Today we are lounging around the town. Later tonight we'll take the night bus to Saigon, then fly north to Hanoi and venture out to Ha Long Bay and the Sapa region before hopping a train back down the coast.

We really love Cambodia and the people here speak great English and are very friendly. Can't wait to see Northern Vietnam!

Emily and Aaron


Get to know Little Mango Imports

Our mission is to offer indigenous, handmade handicrafts and textiles from the corners of the world. Little Mango Imports maintains its core values of fair business, cultural respect, tradition and community, quality merchandise, and exceptional customer service. 

• travel • culture • fiber • color • texture • respect • adventure • love • mango • tradition • history • art • appreciation • quality • community • textiles • creativity •

Whitney Taylor
A youth of travel and adventure instilled in Whitney a love for all things foreign: rich colors, smells and textures, art and exploration. While in college Whitney followed in her parents' footsteps, opening Little Mango Imports in 2005. She is also the head downhill ski racing coach for Nederland High School (Go Panthers!) and works for Happy Mango Beads (so please excuse her if she mistakenly signs an e-mail Happy Mango instead of Little Mango!). Whitney is a CrossFit enthusiast and an avid martial artist with over 18 years of training in traditional Japanese karate and weaponry.

Our marketing guru and Whitney's older sister, Samantha helps out in the warehouse and is our go-to person for creative, fun and fresh ideas. If you follow us on Twitter you have undoubtedly met Samantha.

John manages to get roped into all the not-so-fun tasks: measuring fabric, crunching numbers, and essentially providing muscle for Little Mango Imports. Whitney and John are currently working to open a small, nano brewery in Berthoud, CO: City Star Brewing.

John's six year old son likes to help out: fetch invoices from the printer, attempt to juggle with hackysack balls, remove loose threads from molas... that sort of thing. He considers Whitney's occupation to be "Seller Girl" and aspires to be a "Seller Boy" himself when he grows up.

Travel Companions
This is a tough job! Here's a little recognition to everyone who's accompanied Whitney continent to continent: Emily, Dan, Rudi, John, Amber, Sharlene, Carole, Heather, Drew, Avery and Haley.... you are ALL mangoes.


Mola Mola!

What are molas?
Molas (mor) are colorful appliqué panels completely hand crafted by the indigenous Kuna (Tule) of the San Blas Islands (Kuna Yala), an autonomous territory in Panama. Traditionally, molas are worn on the front and back of women’s blouses; therefore they have all been previously used. The production of molas didn’t begin until the 1800's when machine manufactured fabric became obtainable through trade.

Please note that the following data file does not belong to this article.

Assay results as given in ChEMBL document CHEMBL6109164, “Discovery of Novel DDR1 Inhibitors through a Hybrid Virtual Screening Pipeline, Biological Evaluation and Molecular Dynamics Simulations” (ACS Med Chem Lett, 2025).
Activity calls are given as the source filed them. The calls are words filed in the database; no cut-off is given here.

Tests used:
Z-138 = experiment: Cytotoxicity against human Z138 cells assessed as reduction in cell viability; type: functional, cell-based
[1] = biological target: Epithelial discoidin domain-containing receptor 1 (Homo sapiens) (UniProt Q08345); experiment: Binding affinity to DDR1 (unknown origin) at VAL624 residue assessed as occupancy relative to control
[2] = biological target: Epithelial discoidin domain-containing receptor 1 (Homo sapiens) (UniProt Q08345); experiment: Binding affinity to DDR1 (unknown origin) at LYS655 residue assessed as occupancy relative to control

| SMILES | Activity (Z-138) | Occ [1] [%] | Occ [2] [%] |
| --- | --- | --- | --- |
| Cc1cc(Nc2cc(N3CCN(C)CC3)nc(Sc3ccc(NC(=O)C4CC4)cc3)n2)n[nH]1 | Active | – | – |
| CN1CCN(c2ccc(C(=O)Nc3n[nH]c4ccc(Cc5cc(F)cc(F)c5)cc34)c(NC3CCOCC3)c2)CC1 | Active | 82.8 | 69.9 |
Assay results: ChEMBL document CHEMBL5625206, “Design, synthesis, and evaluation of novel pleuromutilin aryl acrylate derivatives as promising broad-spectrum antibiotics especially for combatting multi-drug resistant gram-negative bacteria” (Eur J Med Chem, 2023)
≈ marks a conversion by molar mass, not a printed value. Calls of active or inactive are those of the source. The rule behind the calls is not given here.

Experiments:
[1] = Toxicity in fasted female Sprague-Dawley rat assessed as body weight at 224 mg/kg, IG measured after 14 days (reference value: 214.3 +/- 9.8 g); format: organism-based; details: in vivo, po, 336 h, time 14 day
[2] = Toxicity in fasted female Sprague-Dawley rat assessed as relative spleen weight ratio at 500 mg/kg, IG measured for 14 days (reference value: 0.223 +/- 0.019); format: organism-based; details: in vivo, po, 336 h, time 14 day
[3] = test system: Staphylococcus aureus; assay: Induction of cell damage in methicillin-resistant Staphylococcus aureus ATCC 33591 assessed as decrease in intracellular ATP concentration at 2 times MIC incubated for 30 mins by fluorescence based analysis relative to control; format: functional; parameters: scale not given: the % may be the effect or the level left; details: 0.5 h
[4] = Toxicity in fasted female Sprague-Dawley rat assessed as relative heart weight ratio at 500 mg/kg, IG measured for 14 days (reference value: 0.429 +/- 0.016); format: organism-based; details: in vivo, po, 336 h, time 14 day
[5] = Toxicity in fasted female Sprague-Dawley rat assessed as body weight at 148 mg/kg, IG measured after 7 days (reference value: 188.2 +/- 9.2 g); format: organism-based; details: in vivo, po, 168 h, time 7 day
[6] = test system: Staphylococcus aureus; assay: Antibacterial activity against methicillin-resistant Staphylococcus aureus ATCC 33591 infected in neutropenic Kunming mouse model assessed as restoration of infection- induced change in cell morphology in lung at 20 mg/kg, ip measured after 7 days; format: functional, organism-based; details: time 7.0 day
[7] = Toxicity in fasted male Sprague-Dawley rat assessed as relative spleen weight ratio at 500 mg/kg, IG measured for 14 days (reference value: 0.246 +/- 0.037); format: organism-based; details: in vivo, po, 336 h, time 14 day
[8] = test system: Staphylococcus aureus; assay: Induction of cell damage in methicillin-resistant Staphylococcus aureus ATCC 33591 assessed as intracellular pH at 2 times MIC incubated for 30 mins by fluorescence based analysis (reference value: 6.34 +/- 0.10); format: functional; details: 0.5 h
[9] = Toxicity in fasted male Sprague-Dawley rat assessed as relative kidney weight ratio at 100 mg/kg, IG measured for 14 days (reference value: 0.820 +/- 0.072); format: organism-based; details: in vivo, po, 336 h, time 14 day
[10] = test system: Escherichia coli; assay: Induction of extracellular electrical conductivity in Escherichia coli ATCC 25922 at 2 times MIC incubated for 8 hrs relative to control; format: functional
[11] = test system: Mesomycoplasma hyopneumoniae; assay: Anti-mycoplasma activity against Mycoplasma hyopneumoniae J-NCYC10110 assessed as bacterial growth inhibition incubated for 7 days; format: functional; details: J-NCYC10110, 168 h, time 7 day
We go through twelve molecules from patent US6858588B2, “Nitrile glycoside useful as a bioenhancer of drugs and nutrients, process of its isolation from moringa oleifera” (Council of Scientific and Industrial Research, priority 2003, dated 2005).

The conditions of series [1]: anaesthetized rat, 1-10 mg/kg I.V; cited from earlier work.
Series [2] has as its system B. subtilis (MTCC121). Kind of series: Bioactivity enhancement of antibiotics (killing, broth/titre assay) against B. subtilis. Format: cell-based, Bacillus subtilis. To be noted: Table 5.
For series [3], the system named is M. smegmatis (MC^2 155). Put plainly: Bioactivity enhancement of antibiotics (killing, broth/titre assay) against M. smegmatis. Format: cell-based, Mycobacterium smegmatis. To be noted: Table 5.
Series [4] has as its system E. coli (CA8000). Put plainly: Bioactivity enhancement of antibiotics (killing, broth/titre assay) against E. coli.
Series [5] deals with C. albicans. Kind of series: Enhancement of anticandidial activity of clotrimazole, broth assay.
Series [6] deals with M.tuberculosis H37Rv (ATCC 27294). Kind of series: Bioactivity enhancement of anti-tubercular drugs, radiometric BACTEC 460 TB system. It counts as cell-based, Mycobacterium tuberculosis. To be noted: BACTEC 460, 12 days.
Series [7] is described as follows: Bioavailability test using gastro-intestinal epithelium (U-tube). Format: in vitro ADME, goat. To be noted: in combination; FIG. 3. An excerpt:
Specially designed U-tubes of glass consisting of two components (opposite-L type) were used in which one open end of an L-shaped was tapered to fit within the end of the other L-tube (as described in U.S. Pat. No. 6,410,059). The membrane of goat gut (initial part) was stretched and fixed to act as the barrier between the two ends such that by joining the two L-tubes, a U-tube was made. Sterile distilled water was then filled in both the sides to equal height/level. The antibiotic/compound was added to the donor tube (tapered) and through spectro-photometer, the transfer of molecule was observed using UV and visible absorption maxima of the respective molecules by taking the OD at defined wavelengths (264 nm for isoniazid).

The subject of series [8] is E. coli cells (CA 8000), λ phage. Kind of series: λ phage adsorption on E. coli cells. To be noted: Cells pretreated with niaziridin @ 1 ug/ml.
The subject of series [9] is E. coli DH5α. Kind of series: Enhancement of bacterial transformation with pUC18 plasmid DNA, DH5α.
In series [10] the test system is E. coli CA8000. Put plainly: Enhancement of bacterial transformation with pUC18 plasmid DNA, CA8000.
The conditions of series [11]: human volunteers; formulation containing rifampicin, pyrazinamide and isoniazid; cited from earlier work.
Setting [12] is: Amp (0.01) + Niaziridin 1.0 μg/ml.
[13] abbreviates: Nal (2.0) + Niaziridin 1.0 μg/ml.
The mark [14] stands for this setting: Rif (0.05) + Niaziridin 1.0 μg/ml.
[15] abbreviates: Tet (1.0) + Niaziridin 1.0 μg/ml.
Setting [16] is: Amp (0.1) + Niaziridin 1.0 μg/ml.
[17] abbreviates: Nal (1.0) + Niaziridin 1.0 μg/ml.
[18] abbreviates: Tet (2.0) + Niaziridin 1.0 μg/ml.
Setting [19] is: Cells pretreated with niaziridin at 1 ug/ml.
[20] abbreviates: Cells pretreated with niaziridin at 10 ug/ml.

How are molas made?

The technique of appliqué consists of cutting one or more pieces of fabric in an intricate, decorative design and hand stitching it on top of another piece of cloth. Original molas were comprised of only 2 colors (mor gwinagwad) and a geometric design using broad lines. Overtime, with greater exposure to and influence from outside cultures, mola colors and designs have become more complex depicting flowers, animals, and various figures.

How to determine the value of your mola:
The mola is evaluated based on its design and color, fineness of stitching, the number of layers it is comprised of, and overall workmanship.

How to display your mola:
Mola panels can be worn, framed, made into pillows, quilts, etc. The Aware Network in Australia even crafts Molas into shoes:

How to care for your mola:
Genuine molas are very durable and have been washed several times. Hand wash in warm water.

Shop for Molas: http://www.littlemangoimports.com/molas.html


20 Uses for Batik

  1. swimsuit cover-up
  2. sarong
  3. dress
  4. window covering
  5. apron
  6. table cloth
  7. wall hanging
  8. ironing board cover 
  9. tote bag 
  10. bandanna
  11. baby carrier
  12. sling for broken arm
  13. outdoor cushion
  14. line a gift basket
  15. quilt
  16. picnic blanket
  17. throw pillow
  18. scarf
  19. fabric earring holder
  20. computer and keyboard cover (keep that dust off!)
just to name a few :)

k Cloth at Little Mango Imports

Comment with your suggestion. Lin
ks to tutorials are welcome!


Little Mango Imports Easter Basket - WIN IT!

Get creative this Easter and think outside of the box, especially if you'd like to avoid everything that comes inside the box...candy, chocolate and everything plastic (don't get me wrong, I like sugar but in a reasonable dose!). Hackysack balls are an excellent alternative to cheap plastic eggs. Worry dolls, coin purses, friendship bracelets and other inexpensive handicrafts make great fillers too.